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Deutsches Institut für Japanstudien

Nicole M. Mueller

Nicole M. Mueller
Sociology of Literature, Cultural Sociology, Digital Humanities
Since October 2023

Profile on ORCID

As a literary scholar specializing in Japanese literature, I am particularly interested in the relationship between literary texts and their cultural, social and historical context, which I approach through a combination of quantitative and qualitative methods in the framework of digital humanities.

The starting point for this was a double degree program at Martin Luther University Halle-Wittenberg and Keiō University Tōkyō which I successfully completed in August 2016: Analyzing three Japanese translations based on Thomas Mann’s novel Tonio Kröger for my Master’s project, I was already able to identify characteristic translation priorities and strategies for different time periods. During my PhD studies at Halle University (which included two stays as a Junior Visiting Research Fellow at Keiō University Tōkyō in 2017 and 2022), I developed an innovative method for a digitally augmented translation analysis. This allowed me to significantly broaden the scope of my analysis, i.e., to map 15 Japanese full texts of Tonio Kröger against the backdrop of Japan’s 20th century intellectual history.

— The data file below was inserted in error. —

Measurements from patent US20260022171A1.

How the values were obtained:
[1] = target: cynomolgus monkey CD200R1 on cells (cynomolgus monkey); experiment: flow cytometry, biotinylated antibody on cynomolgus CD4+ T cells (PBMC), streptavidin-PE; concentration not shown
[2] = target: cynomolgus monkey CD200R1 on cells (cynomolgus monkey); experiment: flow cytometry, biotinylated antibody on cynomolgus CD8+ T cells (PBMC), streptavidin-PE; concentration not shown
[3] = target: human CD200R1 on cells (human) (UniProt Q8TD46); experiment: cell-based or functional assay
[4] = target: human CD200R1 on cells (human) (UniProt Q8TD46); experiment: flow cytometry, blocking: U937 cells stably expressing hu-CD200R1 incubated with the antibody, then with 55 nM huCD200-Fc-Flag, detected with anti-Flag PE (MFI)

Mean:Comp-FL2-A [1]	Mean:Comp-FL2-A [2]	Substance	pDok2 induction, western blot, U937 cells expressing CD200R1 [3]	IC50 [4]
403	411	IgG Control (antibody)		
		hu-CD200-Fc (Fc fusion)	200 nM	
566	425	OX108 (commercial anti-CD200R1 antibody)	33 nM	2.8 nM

After obtaining my doctoral degree in March 2023, I have been continuing my work in the field of sociology of literature and digital humanities as a Senior Research Fellow in the Research Cluster “Digital Transformation” at the German Institute for Japanese Studies in Tōkyō since October 2023. In my current project, I shifted my focus from primarily analyzing the influence of social and historical context on literature to studying how literature influences society: Examining Japanese future imaginaries of extended reality (XR) as well as corresponding literary narratives, I aim to deepen our understanding of how narratives might have shaped the digital transformation of contemporary Japanese society with special regard to the cultural specificity of narratives, imaginaries, and potentially even Japan’s digital transformation itself.